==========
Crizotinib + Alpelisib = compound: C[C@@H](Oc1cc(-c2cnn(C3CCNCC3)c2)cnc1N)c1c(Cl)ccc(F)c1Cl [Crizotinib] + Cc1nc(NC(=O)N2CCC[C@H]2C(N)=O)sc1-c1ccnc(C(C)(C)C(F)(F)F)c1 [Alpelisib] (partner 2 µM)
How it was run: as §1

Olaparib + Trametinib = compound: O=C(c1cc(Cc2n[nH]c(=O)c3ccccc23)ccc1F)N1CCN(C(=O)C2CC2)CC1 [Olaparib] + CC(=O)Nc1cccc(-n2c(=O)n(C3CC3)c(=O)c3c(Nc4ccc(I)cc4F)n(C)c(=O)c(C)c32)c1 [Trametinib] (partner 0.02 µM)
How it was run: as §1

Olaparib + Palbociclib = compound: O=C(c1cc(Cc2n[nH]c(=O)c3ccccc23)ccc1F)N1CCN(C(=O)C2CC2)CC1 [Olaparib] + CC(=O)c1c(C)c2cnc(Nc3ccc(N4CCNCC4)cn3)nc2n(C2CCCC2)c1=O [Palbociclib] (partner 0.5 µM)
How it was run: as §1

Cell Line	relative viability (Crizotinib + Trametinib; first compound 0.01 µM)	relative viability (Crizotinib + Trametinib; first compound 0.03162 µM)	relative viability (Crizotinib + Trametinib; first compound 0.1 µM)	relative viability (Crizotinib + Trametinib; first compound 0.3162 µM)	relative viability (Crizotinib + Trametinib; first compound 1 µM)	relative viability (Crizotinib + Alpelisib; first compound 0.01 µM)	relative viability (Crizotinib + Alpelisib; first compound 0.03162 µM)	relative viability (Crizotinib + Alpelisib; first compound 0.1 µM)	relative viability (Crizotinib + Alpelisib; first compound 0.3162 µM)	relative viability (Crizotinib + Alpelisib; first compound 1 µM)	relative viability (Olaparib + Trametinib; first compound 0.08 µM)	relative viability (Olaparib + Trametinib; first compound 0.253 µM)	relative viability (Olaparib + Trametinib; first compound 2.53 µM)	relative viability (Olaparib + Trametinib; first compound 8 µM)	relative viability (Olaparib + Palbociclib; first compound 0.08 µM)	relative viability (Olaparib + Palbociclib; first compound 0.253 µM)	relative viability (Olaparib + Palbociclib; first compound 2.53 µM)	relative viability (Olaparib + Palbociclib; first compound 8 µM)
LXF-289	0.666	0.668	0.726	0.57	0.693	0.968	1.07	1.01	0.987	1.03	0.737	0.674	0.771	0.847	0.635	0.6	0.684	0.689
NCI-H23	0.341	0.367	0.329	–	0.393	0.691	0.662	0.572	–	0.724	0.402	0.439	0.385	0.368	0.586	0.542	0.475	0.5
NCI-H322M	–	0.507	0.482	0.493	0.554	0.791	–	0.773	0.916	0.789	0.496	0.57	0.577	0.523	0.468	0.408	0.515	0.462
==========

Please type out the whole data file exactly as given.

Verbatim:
Crizotinib + Alpelisib = compound: C[C@@H](Oc1cc(-c2cnn(C3CCNCC3)c2)cnc1N)c1c(Cl)ccc(F)c1Cl [Crizotinib] + Cc1nc(NC(=O)N2CCC[C@H]2C(N)=O)sc1-c1ccnc(C(C)(C)C(F)(F)F)c1 [Alpelisib] (partner 2 µM)
How it was run: as §1

Olaparib + Trametinib = compound: O=C(c1cc(Cc2n[nH]c(=O)c3ccccc23)ccc1F)N1CCN(C(=O)C2CC2)CC1 [Olaparib] + CC(=O)Nc1cccc(-n2c(=O)n(C3CC3)c(=O)c3c(Nc4ccc(I)cc4F)n(C)c(=O)c(C)c32)c1 [Trametinib] (partner 0.02 µM)
How it was run: as §1

Olaparib + Palbociclib = compound: O=C(c1cc(Cc2n[nH]c(=O)c3ccccc23)ccc1F)N1CCN(C(=O)C2CC2)CC1 [Olaparib] + CC(=O)c1c(C)c2cnc(Nc3ccc(N4CCNCC4)cn3)nc2n(C2CCCC2)c1=O [Palbociclib] (partner 0.5 µM)
How it was run: as §1

Cell Line	relative viability (Crizotinib + Trametinib; first compound 0.01 µM)	relative viability (Crizotinib + Trametinib; first compound 0.03162 µM)	relative viability (Crizotinib + Trametinib; first compound 0.1 µM)	relative viability (Crizotinib + Trametinib; first compound 0.3162 µM)	relative viability (Crizotinib + Trametinib; first compound 1 µM)	relative viability (Crizotinib + Alpelisib; first compound 0.01 µM)	relative viability (Crizotinib + Alpelisib; first compound 0.03162 µM)	relative viability (Crizotinib + Alpelisib; first compound 0.1 µM)	relative viability (Crizotinib + Alpelisib; first compound 0.3162 µM)	relative viability (Crizotinib + Alpelisib; first compound 1 µM)	relative viability (Olaparib + Trametinib; first compound 0.08 µM)	relative viability (Olaparib + Trametinib; first compound 0.253 µM)	relative viability (Olaparib + Trametinib; first compound 2.53 µM)	relative viability (Olaparib + Trametinib; first compound 8 µM)	relative viability (Olaparib + Palbociclib; first compound 0.08 µM)	relative viability (Olaparib + Palbociclib; first compound 0.253 µM)	relative viability (Olaparib + Palbociclib; first compound 2.53 µM)	relative viability (Olaparib + Palbociclib; first compound 8 µM)
LXF-289	0.666	0.668	0.726	0.57	0.693	0.968	1.07	1.01	0.987	1.03	0.737	0.674	0.771	0.847	0.635	0.6	0.684	0.689
NCI-H23	0.341	0.367	0.329	–	0.393	0.691	0.662	0.572	–	0.724	0.402	0.439	0.385	0.368	0.586	0.542	0.475	0.5
NCI-H322M	–	0.507	0.482	0.493	0.554	0.791	–	0.773	0.916	0.789	0.496	0.57	0.577	0.523	0.468	0.408	0.515	0.462